Enteral Nutrition: A Case Study

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I. The procedure for continuous and intermittent administration of enteral nutrition as outlined in Clinical Nursing Skills & Techniques: Enteral Nutrition (Perry & Potter, 2014).
A. Physician 's order requires: when to insert, irrigate, type and amount of suction and/or removal an enteral feeding tube, type of feeding tube, volume/rate of solution administered and duration time for replacement if needed.
B. Registered nurses (RN) or Licensed Vocational Nurses (LVN) may insert small-bore weighted and large-bore tubes for the purpose of complete or supplemental nutritional support.

II. The procedure for inserting large-bore NG tube (i.e. Levin, Salem Sump) and small-bore feeding tube (i.e. Dobbhoff), placement and maintenance of feeding tube as outlined in Clinical
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Observe for signs of respiratory distress.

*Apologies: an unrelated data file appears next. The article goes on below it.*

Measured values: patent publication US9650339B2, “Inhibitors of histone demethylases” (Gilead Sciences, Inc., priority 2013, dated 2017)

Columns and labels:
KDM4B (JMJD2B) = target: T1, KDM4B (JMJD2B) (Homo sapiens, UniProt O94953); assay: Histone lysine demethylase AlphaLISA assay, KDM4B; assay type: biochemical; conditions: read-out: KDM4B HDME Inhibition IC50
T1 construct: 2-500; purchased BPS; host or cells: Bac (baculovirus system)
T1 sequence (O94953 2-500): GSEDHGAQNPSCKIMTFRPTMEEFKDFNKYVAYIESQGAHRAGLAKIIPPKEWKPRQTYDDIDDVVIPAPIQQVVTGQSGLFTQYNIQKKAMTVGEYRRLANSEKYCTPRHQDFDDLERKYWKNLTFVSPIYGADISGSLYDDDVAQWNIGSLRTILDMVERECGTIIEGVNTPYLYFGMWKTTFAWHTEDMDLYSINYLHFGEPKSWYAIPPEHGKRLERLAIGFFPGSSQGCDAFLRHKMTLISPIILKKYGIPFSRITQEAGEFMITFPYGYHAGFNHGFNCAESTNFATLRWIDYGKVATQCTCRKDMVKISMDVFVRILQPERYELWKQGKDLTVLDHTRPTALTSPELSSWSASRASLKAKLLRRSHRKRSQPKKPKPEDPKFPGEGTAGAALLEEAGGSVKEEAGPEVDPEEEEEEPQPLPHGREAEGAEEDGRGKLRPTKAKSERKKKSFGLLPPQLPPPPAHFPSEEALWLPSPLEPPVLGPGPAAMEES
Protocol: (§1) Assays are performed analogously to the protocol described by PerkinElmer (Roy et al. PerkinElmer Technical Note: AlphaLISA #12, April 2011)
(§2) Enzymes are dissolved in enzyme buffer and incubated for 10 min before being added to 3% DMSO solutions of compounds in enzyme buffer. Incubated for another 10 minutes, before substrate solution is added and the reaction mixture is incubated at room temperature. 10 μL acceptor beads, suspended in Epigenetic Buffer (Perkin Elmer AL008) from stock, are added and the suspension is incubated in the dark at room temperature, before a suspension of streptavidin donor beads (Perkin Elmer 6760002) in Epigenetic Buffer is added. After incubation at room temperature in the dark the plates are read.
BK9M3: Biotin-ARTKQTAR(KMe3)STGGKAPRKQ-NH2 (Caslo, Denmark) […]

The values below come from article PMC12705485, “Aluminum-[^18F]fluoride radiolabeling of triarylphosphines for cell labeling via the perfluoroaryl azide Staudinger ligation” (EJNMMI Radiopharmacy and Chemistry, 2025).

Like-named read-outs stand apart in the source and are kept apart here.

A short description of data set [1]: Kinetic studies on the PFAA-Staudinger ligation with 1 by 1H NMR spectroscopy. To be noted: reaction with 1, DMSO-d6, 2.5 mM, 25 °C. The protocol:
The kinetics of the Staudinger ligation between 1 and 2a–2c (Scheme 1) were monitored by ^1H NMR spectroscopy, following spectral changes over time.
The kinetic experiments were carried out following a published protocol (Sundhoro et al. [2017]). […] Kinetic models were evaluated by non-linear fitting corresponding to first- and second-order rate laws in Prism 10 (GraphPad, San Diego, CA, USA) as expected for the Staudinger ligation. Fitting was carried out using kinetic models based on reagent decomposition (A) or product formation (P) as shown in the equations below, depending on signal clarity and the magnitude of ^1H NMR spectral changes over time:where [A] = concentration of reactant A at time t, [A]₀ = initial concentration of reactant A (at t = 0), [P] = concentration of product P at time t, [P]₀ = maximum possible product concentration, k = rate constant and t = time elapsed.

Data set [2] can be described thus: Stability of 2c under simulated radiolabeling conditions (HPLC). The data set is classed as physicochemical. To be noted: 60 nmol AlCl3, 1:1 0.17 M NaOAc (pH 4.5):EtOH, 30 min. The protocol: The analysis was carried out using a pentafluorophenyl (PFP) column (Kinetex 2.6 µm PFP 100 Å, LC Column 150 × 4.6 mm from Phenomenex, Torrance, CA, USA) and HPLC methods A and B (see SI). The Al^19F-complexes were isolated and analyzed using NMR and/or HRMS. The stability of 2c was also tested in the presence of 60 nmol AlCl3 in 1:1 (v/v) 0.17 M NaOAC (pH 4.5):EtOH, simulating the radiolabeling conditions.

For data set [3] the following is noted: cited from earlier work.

2. Use capnography if available.
3. Measure pH of aspirate from tube if pH strips are available. (Fasting gastric pH is usually 5 or less. Respiratory secretions typically have a pH of 6 or greater.)
4. Observe visual characteristics of aspirate from the tube.
5. Check for position of NG tube in back of throat.
C. Do not use the auscultatory (air bolus) method to determine tube location. (Although widely used in practice, no evidence indicates that the auscultatory method is useful for determining tube location.)
D. Do not use the water bubbling method (holding the proximal end of a feeding tube under water and observing for bubbles upon exhalation) to determine tube location. (There are documented incidents where patient can accidently inhale water through the tube into the lung. A false-negative result can occur when the tube 's ports are occluded by the airway mucosa, and a false-positive result can occur because the stomach often contains air.)
E. Secure tube with tape and mark exit site on tube with ink or markers and document in patient 's medical record.

VIII. Continuous Assessment
A. Perform assessment of placement, position and patency of the

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